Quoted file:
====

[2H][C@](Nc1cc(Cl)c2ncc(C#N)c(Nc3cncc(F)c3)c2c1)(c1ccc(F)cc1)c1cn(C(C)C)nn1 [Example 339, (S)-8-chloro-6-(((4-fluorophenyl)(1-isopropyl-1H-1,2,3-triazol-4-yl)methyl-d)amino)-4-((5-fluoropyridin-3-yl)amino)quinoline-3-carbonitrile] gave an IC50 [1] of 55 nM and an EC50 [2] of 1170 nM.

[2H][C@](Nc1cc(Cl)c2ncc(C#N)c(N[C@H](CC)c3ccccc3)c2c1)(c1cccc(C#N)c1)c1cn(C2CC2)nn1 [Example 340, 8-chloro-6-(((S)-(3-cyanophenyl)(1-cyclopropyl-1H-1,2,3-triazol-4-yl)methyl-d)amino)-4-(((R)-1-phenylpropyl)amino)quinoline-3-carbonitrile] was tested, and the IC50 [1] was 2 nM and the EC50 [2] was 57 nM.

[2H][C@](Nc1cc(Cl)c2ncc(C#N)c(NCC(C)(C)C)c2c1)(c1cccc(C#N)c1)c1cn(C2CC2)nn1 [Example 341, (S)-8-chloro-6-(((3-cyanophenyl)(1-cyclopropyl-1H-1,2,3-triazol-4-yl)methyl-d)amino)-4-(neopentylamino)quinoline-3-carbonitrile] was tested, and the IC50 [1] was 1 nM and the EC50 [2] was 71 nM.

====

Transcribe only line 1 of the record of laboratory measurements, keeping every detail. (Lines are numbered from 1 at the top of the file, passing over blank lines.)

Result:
[2H][C@](Nc1cc(Cl)c2ncc(C#N)c(Nc3cncc(F)c3)c2c1)(c1ccc(F)cc1)c1cn(C(C)C)nn1 [Example 339, (S)-8-chloro-6-(((4-fluorophenyl)(1-isopropyl-1H-1,2,3-triazol-4-yl)methyl-d)amino)-4-((5-fluoropyridin-3-yl)amino)quinoline-3-carbonitrile] gave an IC50 [1] of 55 nM and an EC50 [2] of 1170 nM.